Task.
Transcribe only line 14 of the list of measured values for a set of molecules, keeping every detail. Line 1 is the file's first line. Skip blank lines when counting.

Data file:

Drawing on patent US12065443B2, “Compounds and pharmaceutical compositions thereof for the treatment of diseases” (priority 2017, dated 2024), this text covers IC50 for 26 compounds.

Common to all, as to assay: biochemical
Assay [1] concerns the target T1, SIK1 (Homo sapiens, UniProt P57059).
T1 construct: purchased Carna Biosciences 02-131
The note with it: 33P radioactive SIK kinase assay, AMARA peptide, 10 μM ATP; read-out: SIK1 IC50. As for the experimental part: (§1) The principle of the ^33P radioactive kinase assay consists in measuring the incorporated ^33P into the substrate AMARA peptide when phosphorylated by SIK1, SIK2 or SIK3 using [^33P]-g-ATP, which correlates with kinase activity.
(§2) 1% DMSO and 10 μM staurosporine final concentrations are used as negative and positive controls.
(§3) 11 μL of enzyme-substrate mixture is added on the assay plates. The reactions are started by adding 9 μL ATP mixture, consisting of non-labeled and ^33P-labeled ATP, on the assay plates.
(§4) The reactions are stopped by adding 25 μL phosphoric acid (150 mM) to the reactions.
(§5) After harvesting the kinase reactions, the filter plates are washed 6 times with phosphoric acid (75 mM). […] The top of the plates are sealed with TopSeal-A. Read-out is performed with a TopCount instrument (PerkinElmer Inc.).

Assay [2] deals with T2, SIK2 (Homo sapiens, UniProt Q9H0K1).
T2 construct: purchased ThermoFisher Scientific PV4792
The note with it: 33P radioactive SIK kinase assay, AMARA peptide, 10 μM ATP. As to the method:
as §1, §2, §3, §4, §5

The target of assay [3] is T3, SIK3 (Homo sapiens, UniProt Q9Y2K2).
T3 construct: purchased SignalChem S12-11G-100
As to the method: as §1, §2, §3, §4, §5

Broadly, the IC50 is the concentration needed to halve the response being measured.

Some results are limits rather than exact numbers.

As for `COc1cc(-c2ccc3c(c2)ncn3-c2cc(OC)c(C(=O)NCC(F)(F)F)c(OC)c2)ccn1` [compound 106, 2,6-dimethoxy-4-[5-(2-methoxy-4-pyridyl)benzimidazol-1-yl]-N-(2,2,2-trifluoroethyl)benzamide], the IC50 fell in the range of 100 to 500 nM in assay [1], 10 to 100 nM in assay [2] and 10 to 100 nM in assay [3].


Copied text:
The target of assay [3] is T3, SIK3 (Homo sapiens, UniProt Q9Y2K2).